WT5 – Volcanic Vents of Soda Bay

WT5 – VOLCANIC VENTS OF SODA BAY

Kayaker at Clear Lake State Park

Kayaking at Clear Lake State Park

 

Map of Water Trail 5 - Volcanic Vents of Soda Bay
Length: 6-9 miles roundtrip

Time: 4-5 hours

Experience Level: Intermediate through advanced

Launch Area: Clear Lake State Park, 5300 Soda Bay Rd., Kelseyville, CA

Highlights:
– Geothermal hot springs
– Wetlands, tule reeds
– Views of Mt Konocti
– Lakeshore paddling
– Migratory waterfowl route
– Grebe nesting area
– Picnic spots

Download Water Trail #5 Brochure

Trail Description:

A fascinating trip exploring the Clear Lake shoreline, around the infamous Soda Bay hot springs, looping back along Dorn Bay, and a calm paddle down Kelsey Creek. Beautiful views of Mount Konocti and the surrounding ridgelines.

This route may be taken year-round. Note that in late summer and fall, intense sun, low water levels, and patches of algae and invasive weeds near the shoreline can impact paddling. A great trip for watching waterfowl and other wildlife, particularly in the winter and spring.

Trail Route:
To access the trail, park (P) and launch from the boat ramp located within Clear Lake State Park (nominal day-use fee required). Hugely popular, Clear Lake State Park was established in the 1940s with a gift of 300 acres from Fred and Nellie Dorn. Today, the park has grown to span 11,600 feet of shoreline.

From the ramp, head to the mouth of Cole Creek. Turn east and head toward Mount Konocti, a dormant multi-peaked volcano towering above Clear Lake. As you paddle, the water opens up; you are entering Soda Bay.

According to Pomo legend, a beautiful maiden living on Mount Konocti created Soda Bay with tears shed over the deaths of her feuding father and lover. Geologists believe Soda Bay was formed by violent volcanic events that created a circular crater – called a “maar” – when magma came in contact with lake water.

Today, Soda Bay still bubbles with volcanic gases of carbonated water that rise from the bottom of the lake, making the surface look as if it were boiling. The larger vent holes – some reportedly more than 100 feet deep – serve as nursery colonies for millions of juvenile catfish, attracted by plentiful food and protection inside the caves.

Head directly across the bay, and two small islands come into view – you are at the Soda Bath Springs (1). Cement walls are all that is left of the Soda Bay resort once connected to the baths via a walkway; both were destroyed by fire in 1940. But during the early 1900s, health-seekers were drawn to local hot springs resorts, which promised to cure anything from rheumatism to obesity.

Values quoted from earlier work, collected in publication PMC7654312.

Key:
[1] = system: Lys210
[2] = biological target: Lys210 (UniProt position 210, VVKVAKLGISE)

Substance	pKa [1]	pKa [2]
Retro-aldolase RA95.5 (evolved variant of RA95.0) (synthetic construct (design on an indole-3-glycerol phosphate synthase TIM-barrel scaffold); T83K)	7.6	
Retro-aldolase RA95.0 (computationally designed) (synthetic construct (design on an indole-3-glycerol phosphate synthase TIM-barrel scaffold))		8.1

Circle around the islands and you will see large bubbling carbon dioxide baths – warning signs herald the dangers of getting too close. In the past, asphyxiation deaths were caused when bathers built up the walls to increase the spa effect. This caused increased gas—and the shortage of oxygen. Today, the area is managed by the Bureau of Land Management. The walls have been removed, reducing the build-up of carbon dioxide near the water’s surface. Paddlers should respect the signs and keep a safe distance.

Turn south, heading past several small lakefront resorts and the Clearlake Queen, a large paddlewheel boat that once offered tours around the lake. Follow the shoreline back toward the park and you will pass through Dorn Bay (2) and the State Park swim beach area. Many years ago, this area was inhabited by thousands of Native Americans living peacefully around the shore of the
lake and streams. Numerous large boulders dot the shoreline – these are great spots to pull over to rest or have a picnic. Continue past Cole Creek along the tule reeds—be on the lookout for a pair of resident osprey that can be seen catching fish.

Turn in to Kelsey Creek (3), one of the main tributaries of the Big Valley watershed. Kelsey Creek is also important as one of the few spawning runs for Lake County’s own indigenous fish species, the Clear Lake hitch. Once so abundant that millions would clog the lake’s feeder streams each spring, today the population has diminished and is now recognized as a “species of special concern.” March and April are the best months to view Clear Lake hitch as thousands splash their way upstream, attracting a wide array of hungry wildlife during their spring run.

During the winter and spring months of high water levels, it is possible to paddle up to the Kelsey bridge. During low-water months, the water becomes shallow and stagnant, and paddlers are forced to turn back.

For an additional 3-mile round-trip paddle, head west hugging the shoreline up to Quercus Point (4). The marshy tule reeds provide nesting areas for Clark’s and Western Grebes, while treetops are great perches for numerous cormorants.

Otherwise, paddle back to Cole Creek and the park boat ramp. Be sure to stop in to the Visitor’s Center and see the varied displays of birds, mammals, and Native American cultural exhibits.

Alternate launch point: This trail loop also may be accessed from the swim beach within Clear Lake State Park instead of the boat ramp.

Please note: There is a small day-use fee to access the park if you are not camping. Kayak and canoe rentals are available at the store near the launch during the summer months.